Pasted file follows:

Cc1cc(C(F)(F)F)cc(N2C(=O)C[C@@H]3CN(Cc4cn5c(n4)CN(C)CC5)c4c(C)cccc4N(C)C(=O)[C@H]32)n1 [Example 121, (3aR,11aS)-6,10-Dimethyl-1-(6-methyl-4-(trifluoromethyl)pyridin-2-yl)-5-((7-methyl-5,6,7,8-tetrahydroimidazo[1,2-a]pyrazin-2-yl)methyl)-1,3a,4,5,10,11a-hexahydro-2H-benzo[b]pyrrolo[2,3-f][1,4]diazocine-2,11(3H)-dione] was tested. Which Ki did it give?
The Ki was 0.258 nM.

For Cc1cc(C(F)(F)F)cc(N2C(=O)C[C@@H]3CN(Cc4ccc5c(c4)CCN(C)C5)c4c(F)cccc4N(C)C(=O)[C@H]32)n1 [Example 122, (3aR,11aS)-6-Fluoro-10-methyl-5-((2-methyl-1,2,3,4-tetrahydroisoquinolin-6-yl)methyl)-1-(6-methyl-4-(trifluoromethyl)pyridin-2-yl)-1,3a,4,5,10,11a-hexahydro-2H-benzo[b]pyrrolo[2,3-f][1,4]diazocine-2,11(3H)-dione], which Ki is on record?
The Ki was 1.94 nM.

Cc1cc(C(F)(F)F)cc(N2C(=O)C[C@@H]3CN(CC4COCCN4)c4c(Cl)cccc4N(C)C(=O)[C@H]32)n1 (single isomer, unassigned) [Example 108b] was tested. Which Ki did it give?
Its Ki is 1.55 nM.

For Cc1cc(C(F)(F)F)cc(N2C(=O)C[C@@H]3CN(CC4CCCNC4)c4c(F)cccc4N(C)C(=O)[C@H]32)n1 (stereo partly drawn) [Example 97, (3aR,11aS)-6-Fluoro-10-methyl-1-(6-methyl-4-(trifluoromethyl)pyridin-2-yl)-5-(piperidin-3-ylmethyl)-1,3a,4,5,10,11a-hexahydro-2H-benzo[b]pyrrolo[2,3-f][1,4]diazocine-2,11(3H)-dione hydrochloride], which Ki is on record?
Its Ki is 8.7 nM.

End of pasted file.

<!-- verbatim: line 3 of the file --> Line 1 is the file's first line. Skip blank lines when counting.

For Cc1cc(C(F)(F)F)cc(N2C(=O)C[C@@H]3CN(Cc4ccc5c(c4)CCN(C)C5)c4c(F)cccc4N(C)C(=O)[C@H]32)n1 [Example 122, (3aR,11aS)-6-Fluoro-10-methyl-5-((2-methyl-1,2,3,4-tetrahydroisoquinolin-6-yl)methyl)-1-(6-methyl-4-(trifluoromethyl)pyridin-2-yl)-1,3a,4,5,10,11a-hexahydro-2H-benzo[b]pyrrolo[2,3-f][1,4]diazocine-2,11(3H)-dione], which Ki is on record?